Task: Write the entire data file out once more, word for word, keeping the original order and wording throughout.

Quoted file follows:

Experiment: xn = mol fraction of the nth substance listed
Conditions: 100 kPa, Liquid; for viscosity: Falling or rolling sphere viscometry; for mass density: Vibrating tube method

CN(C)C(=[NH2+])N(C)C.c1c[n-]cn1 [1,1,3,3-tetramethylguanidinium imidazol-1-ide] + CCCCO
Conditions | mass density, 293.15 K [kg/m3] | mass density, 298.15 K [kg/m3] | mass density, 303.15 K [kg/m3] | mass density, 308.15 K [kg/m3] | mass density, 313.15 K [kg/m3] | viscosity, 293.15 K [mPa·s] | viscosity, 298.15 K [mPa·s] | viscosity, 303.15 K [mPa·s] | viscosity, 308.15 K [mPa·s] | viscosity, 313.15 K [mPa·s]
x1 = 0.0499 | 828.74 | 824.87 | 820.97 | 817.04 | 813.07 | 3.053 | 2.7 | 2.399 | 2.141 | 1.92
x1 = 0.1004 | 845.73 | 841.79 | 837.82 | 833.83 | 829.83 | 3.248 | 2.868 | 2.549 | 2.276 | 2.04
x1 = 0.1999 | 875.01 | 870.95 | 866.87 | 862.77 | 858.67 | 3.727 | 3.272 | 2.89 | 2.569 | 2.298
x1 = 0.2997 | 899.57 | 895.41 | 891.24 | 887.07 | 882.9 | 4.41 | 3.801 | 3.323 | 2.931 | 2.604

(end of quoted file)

Experiment: xn = mol fraction of the nth substance listed
Conditions: 100 kPa, Liquid; for viscosity: Falling or rolling sphere viscometry; for mass density: Vibrating tube method

CN(C)C(=[NH2+])N(C)C.c1c[n-]cn1 [1,1,3,3-tetramethylguanidinium imidazol-1-ide] + CCCCO
Conditions | mass density, 293.15 K [kg/m3] | mass density, 298.15 K [kg/m3] | mass density, 303.15 K [kg/m3] | mass density, 308.15 K [kg/m3] | mass density, 313.15 K [kg/m3] | viscosity, 293.15 K [mPa·s] | viscosity, 298.15 K [mPa·s] | viscosity, 303.15 K [mPa·s] | viscosity, 308.15 K [mPa·s] | viscosity, 313.15 K [mPa·s]
x1 = 0.0499 | 828.74 | 824.87 | 820.97 | 817.04 | 813.07 | 3.053 | 2.7 | 2.399 | 2.141 | 1.92
x1 = 0.1004 | 845.73 | 841.79 | 837.82 | 833.83 | 829.83 | 3.248 | 2.868 | 2.549 | 2.276 | 2.04
x1 = 0.1999 | 875.01 | 870.95 | 866.87 | 862.77 | 858.67 | 3.727 | 3.272 | 2.89 | 2.569 | 2.298
x1 = 0.2997 | 899.57 | 895.41 | 891.24 | 887.07 | 882.9 | 4.41 | 3.801 | 3.323 | 2.931 | 2.604